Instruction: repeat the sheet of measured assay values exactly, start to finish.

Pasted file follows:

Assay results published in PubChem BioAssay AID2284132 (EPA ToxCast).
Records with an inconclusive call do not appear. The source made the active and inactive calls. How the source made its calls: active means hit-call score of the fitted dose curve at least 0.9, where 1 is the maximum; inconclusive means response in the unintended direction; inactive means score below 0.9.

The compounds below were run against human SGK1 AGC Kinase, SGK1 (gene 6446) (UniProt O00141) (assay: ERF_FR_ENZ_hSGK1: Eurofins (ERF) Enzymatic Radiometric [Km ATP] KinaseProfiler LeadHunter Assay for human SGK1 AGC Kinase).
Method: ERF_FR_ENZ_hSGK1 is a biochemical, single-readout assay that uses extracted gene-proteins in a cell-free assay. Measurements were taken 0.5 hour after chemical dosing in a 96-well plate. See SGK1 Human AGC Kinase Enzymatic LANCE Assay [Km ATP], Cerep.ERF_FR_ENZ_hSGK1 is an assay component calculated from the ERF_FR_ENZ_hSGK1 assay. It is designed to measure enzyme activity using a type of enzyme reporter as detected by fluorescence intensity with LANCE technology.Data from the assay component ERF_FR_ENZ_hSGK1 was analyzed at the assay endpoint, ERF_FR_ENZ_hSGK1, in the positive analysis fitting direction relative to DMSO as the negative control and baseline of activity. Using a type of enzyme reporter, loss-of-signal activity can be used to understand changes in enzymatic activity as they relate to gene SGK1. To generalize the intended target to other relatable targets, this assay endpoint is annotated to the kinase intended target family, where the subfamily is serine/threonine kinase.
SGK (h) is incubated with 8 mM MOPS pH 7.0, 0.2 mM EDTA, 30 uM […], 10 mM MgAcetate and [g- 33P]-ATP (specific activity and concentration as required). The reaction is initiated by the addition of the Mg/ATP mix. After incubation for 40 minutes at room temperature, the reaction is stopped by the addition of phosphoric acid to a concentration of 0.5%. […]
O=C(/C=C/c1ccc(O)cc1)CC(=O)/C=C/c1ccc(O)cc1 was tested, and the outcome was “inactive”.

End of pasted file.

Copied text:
Assay results published in PubChem BioAssay AID2284132 (EPA ToxCast).
Records with an inconclusive call do not appear. The source made the active and inactive calls. How the source made its calls: active means hit-call score of the fitted dose curve at least 0.9, where 1 is the maximum; inconclusive means response in the unintended direction; inactive means score below 0.9.

The compounds below were run against human SGK1 AGC Kinase, SGK1 (gene 6446) (UniProt O00141) (assay: ERF_FR_ENZ_hSGK1: Eurofins (ERF) Enzymatic Radiometric [Km ATP] KinaseProfiler LeadHunter Assay for human SGK1 AGC Kinase).
Method: ERF_FR_ENZ_hSGK1 is a biochemical, single-readout assay that uses extracted gene-proteins in a cell-free assay. Measurements were taken 0.5 hour after chemical dosing in a 96-well plate. See SGK1 Human AGC Kinase Enzymatic LANCE Assay [Km ATP], Cerep.ERF_FR_ENZ_hSGK1 is an assay component calculated from the ERF_FR_ENZ_hSGK1 assay. It is designed to measure enzyme activity using a type of enzyme reporter as detected by fluorescence intensity with LANCE technology.Data from the assay component ERF_FR_ENZ_hSGK1 was analyzed at the assay endpoint, ERF_FR_ENZ_hSGK1, in the positive analysis fitting direction relative to DMSO as the negative control and baseline of activity. Using a type of enzyme reporter, loss-of-signal activity can be used to understand changes in enzymatic activity as they relate to gene SGK1. To generalize the intended target to other relatable targets, this assay endpoint is annotated to the kinase intended target family, where the subfamily is serine/threonine kinase.
SGK (h) is incubated with 8 mM MOPS pH 7.0, 0.2 mM EDTA, 30 uM […], 10 mM MgAcetate and [g- 33P]-ATP (specific activity and concentration as required). The reaction is initiated by the addition of the Mg/ATP mix. After incubation for 40 minutes at room temperature, the reaction is stopped by the addition of phosphoric acid to a concentration of 0.5%. […]
O=C(/C=C/c1ccc(O)cc1)CC(=O)/C=C/c1ccc(O)cc1 was tested, and the outcome was “inactive”.